I was tempted to try this new greenhouse annual from reading an account of it in the Gardener's Magazine, and I am pleased to say that it has proved very beautiful. I do not know whether my treatment is proper for it, but I will give a brief description of it. Premising that my plants are now eight inches high and nicely in flower, I will proceed to say that the seed was sown early in May in a frame placed upon a gentle hot-bed. The seed vegetated quickty and in three weeks from the time of sowing, the plants were large enough to prick off. Not knowing the habit of this Torenia, I put some singly in six-inch pots, and in other pots of the same size I put three plants. As I had a good number of plants, I filled a pan with some, putting them two inches apart, which I find is much too close. The triples have grown and are flowering fairly, but the best are the single plants. When potted singly the plants branch out at every joint and make a nicely-formed specimen without any pinching or training. When grown in a warm frame it seems perfectly happy while growing, and equally as happy in my greenhouse when in flower, where it is now delighting my friends, who are charmed with the quaintness of the form of the flower as well as the beautiful colors.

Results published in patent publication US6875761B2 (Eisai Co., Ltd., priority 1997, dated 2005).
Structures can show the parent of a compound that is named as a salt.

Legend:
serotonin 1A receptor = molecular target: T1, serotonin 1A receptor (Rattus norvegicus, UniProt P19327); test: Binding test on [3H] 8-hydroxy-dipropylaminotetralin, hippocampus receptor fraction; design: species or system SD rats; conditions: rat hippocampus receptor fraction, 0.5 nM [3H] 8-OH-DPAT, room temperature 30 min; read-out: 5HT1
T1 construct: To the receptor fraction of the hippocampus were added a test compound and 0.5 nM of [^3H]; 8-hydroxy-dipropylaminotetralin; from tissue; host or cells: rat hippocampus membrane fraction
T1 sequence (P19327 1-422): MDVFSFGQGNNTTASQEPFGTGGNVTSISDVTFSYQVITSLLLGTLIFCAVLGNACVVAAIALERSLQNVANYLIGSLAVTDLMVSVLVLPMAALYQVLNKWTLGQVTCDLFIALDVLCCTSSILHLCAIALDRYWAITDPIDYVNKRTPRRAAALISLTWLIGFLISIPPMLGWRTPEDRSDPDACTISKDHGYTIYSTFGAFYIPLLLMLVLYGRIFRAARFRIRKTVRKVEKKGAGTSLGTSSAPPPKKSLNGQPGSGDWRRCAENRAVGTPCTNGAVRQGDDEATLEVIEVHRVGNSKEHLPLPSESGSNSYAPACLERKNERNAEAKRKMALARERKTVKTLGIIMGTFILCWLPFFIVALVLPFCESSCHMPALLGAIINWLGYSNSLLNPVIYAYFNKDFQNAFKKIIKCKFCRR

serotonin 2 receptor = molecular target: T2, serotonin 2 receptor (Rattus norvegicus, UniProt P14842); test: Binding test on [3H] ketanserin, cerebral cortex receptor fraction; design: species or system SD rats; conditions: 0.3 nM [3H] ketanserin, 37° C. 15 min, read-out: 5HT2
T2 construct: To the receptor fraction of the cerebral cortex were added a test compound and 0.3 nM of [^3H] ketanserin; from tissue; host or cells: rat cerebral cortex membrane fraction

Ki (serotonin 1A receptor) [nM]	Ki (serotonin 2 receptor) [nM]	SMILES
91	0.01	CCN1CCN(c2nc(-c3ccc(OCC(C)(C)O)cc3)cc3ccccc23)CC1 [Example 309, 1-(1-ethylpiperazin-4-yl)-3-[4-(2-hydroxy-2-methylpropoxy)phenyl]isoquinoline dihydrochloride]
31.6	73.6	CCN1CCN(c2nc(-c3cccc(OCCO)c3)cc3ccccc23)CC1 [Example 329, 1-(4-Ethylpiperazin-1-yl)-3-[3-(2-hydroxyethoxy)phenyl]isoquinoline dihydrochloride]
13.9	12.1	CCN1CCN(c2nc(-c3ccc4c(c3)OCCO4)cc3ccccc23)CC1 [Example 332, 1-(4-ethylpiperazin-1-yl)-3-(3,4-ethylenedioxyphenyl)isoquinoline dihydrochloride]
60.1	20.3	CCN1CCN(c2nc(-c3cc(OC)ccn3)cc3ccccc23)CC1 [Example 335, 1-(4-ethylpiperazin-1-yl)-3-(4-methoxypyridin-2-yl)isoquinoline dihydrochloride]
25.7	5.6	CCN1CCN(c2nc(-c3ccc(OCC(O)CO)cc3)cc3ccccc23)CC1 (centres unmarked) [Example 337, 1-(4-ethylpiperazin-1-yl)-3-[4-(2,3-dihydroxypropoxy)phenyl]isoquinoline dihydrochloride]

I gave a spray of one of the plants to a lady friend a week ago which had several unexpanded flowers upon it, and to-day she called again and in the course of conversation stated that the unexpanded flowers had expanded as perfectly as if the shoot had remained upon the plant. In every way I consider this Torenia a decided gain to those who are fond of beautiful flowers and have no hot-houses to grow them in. Very early sowing of the seed does not appear to be desirable.